NEW HAMPTON, Iowa --- Lucky and Bucky rule the roost at the Frantzen farm.
The roosters strut around like they own the place. Tom and Irene Frantzen don't mind.
Their feathered friends are a reason why they love to farm. While agriculture is a business, the Frantzens say the animals and land they care for are more than just dollars to them. They're a way of life.
It's this philosophy, they believe, that will ensure the success of the farm and entire community for generations. Practical Farmers of Iowa like the Frantzens' way of thinking.
The farm organization presented the couple with its 2011 Sustainable Agriculture Achievement Award in January for "creating vibrant communities, healthful food and diverse farms." Based in Ames, Practical Farmers promotes profitable, ecologically sound and community-enhancing approaches to agriculture.
"We are not farming just for ourselves, but also for our neighbors and community. That's part of sustainability," Irene said. "We're humbled ... to be recognized by our peers."
The Frantzens --- with the help of their son, James, who intends to take over the farm --- run a organic grain and livestock operation about 13 miles northwest of New Hampton. They raise corn, soybeans, small grains, hay and pasture on 385 acres, using four- and seven-year crop rotations.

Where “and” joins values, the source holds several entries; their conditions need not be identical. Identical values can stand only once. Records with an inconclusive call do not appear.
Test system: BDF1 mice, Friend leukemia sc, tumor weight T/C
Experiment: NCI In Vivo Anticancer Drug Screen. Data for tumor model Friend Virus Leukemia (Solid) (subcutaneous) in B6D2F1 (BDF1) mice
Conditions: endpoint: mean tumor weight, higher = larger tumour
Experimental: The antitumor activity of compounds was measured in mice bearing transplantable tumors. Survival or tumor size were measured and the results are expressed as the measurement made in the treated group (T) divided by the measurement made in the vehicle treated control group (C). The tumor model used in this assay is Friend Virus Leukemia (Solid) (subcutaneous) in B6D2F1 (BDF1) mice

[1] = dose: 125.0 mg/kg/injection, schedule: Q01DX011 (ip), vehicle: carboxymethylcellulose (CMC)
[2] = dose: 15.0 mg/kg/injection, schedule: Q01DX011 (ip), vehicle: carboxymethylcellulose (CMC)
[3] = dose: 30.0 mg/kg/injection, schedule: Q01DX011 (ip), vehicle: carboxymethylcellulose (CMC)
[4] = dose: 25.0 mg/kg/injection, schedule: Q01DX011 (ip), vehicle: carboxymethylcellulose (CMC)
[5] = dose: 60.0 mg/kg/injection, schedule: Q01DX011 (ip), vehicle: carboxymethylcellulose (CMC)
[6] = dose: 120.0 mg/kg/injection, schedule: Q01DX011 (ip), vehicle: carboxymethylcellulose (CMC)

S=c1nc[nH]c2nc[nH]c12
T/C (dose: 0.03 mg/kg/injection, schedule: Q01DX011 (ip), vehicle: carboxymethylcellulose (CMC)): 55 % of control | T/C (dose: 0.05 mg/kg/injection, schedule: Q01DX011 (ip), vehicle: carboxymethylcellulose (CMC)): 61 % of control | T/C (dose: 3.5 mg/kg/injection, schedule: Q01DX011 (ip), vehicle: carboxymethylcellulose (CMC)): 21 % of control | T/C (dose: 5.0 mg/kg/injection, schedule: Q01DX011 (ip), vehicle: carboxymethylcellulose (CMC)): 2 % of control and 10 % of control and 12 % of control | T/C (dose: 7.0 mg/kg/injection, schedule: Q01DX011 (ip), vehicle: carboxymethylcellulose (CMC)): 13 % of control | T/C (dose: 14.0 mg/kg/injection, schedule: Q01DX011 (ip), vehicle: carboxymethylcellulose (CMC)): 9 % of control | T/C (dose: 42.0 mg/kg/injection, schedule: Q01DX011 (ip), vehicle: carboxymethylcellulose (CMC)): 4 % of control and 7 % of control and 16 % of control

About 50 head of cattle and 400 to 500 hogs are sold annually. All crops and livestock are marketed through Organic Valley Cooperative based in La Farge, Wis., and its subsidiary, Organic Prairie.
Tom began farming conventionally in 1974, but decided to switch gears five years later after listening to Pope John Paul II speak on the radio. The pontiff, who was visiting Living History Farms in Des Moines, advised farmers to conserve the land so future generations will inherit it in better shape than when it was entrusted in them.
The Frantzens eventually phased out commercial fertilizer, insecticides and herbicides. The farm was certified organic by the U.S. Department of Agriculture National Organic Program by 2000. Conservation practices, like buffer strips and tree planting, became a priority.
In 2008, after 9 inches of rain fell on the farm, Tom knew they had done the right thing.
"We had a catastrophic rain, but we had shelter belts and a diverse rotation that slowed the water down. Our hay was holding water back," Tom said. "We know we're living in a watershed and what we do affects (other) people."
Many of the Frantzens' farming practices may take a little more time and effort to implement, but the couple said it's worth it. Other farmers may make more money, but maximum profitability isn't the goal, they said.
Teresa Opheim, Practical Farmers executive director, said it is an honor to give the couple the award.
"The Frantzens have participated in more than 50 research trials and helped forge a path for other farmers to follow in attaining sustainability," Opheim said in a statement.
James plans to follow in his parents' footsteps.
"This is my passion," he said. "I've seen other (agricultural) practices done. The way we're being stewards of the land and animals just makes sense."